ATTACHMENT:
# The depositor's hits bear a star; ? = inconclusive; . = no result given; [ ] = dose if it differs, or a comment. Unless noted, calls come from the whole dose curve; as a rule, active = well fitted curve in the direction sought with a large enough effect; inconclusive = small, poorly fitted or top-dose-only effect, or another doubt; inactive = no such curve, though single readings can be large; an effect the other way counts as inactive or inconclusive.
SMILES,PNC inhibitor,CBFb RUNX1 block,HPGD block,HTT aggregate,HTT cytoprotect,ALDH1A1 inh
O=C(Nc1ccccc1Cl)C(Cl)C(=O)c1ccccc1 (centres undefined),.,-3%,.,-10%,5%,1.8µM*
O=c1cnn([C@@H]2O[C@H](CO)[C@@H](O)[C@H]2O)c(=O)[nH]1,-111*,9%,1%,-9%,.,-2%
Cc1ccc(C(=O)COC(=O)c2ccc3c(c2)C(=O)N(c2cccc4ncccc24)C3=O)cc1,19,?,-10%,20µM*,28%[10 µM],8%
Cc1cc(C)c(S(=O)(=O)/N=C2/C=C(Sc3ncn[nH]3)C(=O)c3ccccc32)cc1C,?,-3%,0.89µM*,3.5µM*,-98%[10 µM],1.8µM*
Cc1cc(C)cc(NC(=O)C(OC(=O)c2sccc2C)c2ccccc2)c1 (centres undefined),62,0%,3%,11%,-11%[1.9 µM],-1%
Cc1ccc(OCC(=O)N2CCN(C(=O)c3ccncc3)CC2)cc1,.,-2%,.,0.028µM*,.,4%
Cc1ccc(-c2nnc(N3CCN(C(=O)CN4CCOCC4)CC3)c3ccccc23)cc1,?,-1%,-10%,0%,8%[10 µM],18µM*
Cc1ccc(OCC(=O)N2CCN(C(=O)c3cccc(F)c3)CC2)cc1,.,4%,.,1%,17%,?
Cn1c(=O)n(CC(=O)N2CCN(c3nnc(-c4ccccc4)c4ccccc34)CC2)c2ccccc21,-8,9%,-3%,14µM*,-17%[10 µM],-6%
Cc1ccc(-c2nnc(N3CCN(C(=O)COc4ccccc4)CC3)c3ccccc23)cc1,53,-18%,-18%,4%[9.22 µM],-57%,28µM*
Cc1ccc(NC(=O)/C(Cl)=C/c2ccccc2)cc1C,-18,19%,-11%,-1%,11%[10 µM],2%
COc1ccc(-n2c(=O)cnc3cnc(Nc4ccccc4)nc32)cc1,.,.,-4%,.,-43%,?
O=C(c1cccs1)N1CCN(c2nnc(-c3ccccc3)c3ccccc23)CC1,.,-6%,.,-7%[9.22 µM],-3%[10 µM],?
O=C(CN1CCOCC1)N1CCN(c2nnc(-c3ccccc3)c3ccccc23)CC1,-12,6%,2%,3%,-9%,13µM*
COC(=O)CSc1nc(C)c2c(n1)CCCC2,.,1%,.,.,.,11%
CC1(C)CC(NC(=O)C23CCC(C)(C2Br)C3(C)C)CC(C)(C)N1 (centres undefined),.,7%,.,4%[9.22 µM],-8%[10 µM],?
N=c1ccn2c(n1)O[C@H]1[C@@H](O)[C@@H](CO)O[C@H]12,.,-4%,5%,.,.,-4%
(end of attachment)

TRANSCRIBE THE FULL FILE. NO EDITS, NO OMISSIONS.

# The depositor's hits bear a star; ? = inconclusive; . = no result given; [ ] = dose if it differs, or a comment. Unless noted, calls come from the whole dose curve; as a rule, active = well fitted curve in the direction sought with a large enough effect; inconclusive = small, poorly fitted or top-dose-only effect, or another doubt; inactive = no such curve, though single readings can be large; an effect the other way counts as inactive or inconclusive.
SMILES,PNC inhibitor,CBFb RUNX1 block,HPGD block,HTT aggregate,HTT cytoprotect,ALDH1A1 inh
O=C(Nc1ccccc1Cl)C(Cl)C(=O)c1ccccc1 (centres undefined),.,-3%,.,-10%,5%,1.8µM*
O=c1cnn([C@@H]2O[C@H](CO)[C@@H](O)[C@H]2O)c(=O)[nH]1,-111*,9%,1%,-9%,.,-2%
Cc1ccc(C(=O)COC(=O)c2ccc3c(c2)C(=O)N(c2cccc4ncccc24)C3=O)cc1,19,?,-10%,20µM*,28%[10 µM],8%
Cc1cc(C)c(S(=O)(=O)/N=C2/C=C(Sc3ncn[nH]3)C(=O)c3ccccc32)cc1C,?,-3%,0.89µM*,3.5µM*,-98%[10 µM],1.8µM*
Cc1cc(C)cc(NC(=O)C(OC(=O)c2sccc2C)c2ccccc2)c1 (centres undefined),62,0%,3%,11%,-11%[1.9 µM],-1%
Cc1ccc(OCC(=O)N2CCN(C(=O)c3ccncc3)CC2)cc1,.,-2%,.,0.028µM*,.,4%
Cc1ccc(-c2nnc(N3CCN(C(=O)CN4CCOCC4)CC3)c3ccccc23)cc1,?,-1%,-10%,0%,8%[10 µM],18µM*
Cc1ccc(OCC(=O)N2CCN(C(=O)c3cccc(F)c3)CC2)cc1,.,4%,.,1%,17%,?
Cn1c(=O)n(CC(=O)N2CCN(c3nnc(-c4ccccc4)c4ccccc34)CC2)c2ccccc21,-8,9%,-3%,14µM*,-17%[10 µM],-6%
Cc1ccc(-c2nnc(N3CCN(C(=O)COc4ccccc4)CC3)c3ccccc23)cc1,53,-18%,-18%,4%[9.22 µM],-57%,28µM*
Cc1ccc(NC(=O)/C(Cl)=C/c2ccccc2)cc1C,-18,19%,-11%,-1%,11%[10 µM],2%
COc1ccc(-n2c(=O)cnc3cnc(Nc4ccccc4)nc32)cc1,.,.,-4%,.,-43%,?
O=C(c1cccs1)N1CCN(c2nnc(-c3ccccc3)c3ccccc23)CC1,.,-6%,.,-7%[9.22 µM],-3%[10 µM],?
O=C(CN1CCOCC1)N1CCN(c2nnc(-c3ccccc3)c3ccccc23)CC1,-12,6%,2%,3%,-9%,13µM*
COC(=O)CSc1nc(C)c2c(n1)CCCC2,.,1%,.,.,.,11%
CC1(C)CC(NC(=O)C23CCC(C)(C2Br)C3(C)C)CC(C)(C)N1 (centres undefined),.,7%,.,4%[9.22 µM],-8%[10 µM],?
N=c1ccn2c(n1)O[C@H]1[C@@H](O)[C@@H](CO)O[C@H]12,.,-4%,5%,.,.,-4%